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Texas musician holds outdoor concerts to fill pandemic void

By Kaley Johnson, Fort Worth Star-Telegram on

Published in Lifestyles

FORT WORTH, Texas — A line of a dozen people stand outside Melt Ice Cream Shop on Magnolia Avenue in Fort Worth, the sweet smell of sugar wafting from the open door. Families chat on the sidewalk nearby, masks pulled down to eat their dessert. a block down, the sound of a violin drifts on the summer breeze.

Standing in front of the yellow light of a window, Armond Vance moves his hands assuredly with the instrument's bow as he plays a mash-up of a Drake song and Tchaikovsky.

Vance, 24, has been putting on outdoor concerts in Fort Worth since coronavirus cut off many people's means to listen to live music. Since May, he's regularly played on the sidewalks in Near Southside or at the Dallas Farmer's Market, and he has been invited to perform for at least 34 "porch concerts" — casual, one-man performances on people's patios.

"Everything about the experience is pretty personal and more intimate in general," he said about those porch performances, where a group of people typically gather outside a friend's home and listen to him play everything from jazz to "a cross pollination of hip hop and classical," he explains.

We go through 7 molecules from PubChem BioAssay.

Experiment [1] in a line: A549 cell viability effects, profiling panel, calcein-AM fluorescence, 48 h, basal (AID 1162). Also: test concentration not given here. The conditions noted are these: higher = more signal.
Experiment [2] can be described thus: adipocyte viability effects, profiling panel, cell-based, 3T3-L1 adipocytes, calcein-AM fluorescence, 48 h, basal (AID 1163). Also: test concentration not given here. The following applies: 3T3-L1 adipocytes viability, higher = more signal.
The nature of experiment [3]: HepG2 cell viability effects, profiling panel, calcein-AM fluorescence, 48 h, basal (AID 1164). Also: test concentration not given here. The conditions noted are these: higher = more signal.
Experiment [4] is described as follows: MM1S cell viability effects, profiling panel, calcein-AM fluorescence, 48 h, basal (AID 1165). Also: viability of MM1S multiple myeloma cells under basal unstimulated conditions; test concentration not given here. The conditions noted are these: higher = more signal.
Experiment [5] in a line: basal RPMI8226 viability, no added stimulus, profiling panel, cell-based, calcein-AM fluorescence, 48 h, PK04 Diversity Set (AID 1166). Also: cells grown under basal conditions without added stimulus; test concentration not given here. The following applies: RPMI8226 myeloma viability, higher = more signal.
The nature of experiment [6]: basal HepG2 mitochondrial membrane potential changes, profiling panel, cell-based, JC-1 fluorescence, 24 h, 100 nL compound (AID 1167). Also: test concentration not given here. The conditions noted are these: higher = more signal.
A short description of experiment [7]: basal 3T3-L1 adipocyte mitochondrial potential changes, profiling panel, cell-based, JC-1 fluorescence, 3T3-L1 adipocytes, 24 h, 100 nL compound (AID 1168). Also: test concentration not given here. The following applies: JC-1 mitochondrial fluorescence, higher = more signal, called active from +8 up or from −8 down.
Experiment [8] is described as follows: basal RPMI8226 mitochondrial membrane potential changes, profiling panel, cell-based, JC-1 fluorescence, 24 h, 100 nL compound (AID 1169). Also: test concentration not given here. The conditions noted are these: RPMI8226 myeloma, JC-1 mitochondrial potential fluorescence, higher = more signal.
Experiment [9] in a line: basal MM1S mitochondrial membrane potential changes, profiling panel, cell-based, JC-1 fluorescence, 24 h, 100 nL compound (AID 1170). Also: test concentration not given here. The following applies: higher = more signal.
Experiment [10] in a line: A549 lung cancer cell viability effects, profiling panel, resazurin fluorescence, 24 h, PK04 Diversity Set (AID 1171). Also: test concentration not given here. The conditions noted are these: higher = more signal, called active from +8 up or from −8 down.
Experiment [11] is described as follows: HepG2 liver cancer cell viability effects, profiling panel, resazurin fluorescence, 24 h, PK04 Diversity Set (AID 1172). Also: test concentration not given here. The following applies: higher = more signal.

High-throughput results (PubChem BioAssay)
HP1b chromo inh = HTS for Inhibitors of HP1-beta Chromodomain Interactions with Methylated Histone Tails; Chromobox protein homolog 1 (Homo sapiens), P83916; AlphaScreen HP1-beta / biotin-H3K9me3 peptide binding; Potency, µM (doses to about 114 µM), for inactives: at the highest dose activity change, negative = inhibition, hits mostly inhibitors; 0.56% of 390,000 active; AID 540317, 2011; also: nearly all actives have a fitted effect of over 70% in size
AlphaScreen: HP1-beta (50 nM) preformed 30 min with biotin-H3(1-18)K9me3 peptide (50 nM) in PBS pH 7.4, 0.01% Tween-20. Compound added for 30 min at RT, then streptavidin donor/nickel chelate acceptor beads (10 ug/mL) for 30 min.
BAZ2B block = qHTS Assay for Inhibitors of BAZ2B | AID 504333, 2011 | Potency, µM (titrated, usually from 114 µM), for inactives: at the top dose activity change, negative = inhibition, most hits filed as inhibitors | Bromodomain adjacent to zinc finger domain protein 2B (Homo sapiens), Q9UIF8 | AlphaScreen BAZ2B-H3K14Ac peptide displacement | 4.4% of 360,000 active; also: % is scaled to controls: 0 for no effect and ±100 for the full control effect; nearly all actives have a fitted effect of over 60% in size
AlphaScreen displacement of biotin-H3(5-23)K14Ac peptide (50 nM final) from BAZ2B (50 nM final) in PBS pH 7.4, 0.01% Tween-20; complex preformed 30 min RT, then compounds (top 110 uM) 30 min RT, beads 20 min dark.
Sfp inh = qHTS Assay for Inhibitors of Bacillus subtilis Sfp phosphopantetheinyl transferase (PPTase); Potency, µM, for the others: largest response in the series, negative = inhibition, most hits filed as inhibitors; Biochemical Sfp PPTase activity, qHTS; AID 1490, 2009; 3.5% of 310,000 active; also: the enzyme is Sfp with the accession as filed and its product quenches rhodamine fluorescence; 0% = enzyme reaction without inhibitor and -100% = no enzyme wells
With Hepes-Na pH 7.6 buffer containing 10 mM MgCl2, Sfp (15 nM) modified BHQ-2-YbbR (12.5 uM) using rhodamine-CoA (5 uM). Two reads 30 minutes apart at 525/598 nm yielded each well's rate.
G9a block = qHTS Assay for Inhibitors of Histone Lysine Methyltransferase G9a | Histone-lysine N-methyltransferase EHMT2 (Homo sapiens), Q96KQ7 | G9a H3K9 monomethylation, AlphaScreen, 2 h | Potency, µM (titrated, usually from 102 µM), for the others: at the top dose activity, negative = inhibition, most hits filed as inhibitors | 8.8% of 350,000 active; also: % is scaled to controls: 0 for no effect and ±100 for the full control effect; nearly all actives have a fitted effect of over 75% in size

Vance, who started to play the violin at 12 years old, now teaches orchestra at William James Middle School in Fort Worth. Through his outdoor concerts, he hopes to fill the musical void that the pandemic has caused.

A self-described "musician-without-borders," Vance flows between all styles of music. He'll play "Tennessee Whiskey" upon request, or infuse a Cardi B song with a classical symphony. Most of the time, he's improvising, creating a unique experience each time he plays for both himself and the audience.

"It's not playing random notes. It's kind of like having a conversation without a script," he said. "I understand my musical vocabulary and I'm using that vocabulary and rearranging it to make different patterns."

 

Along with playing music, Vance is passionate about teaching others — everyone should have access to a musical education, he said.

"As long as you have that creative drive in you, you can really do anything," he said.

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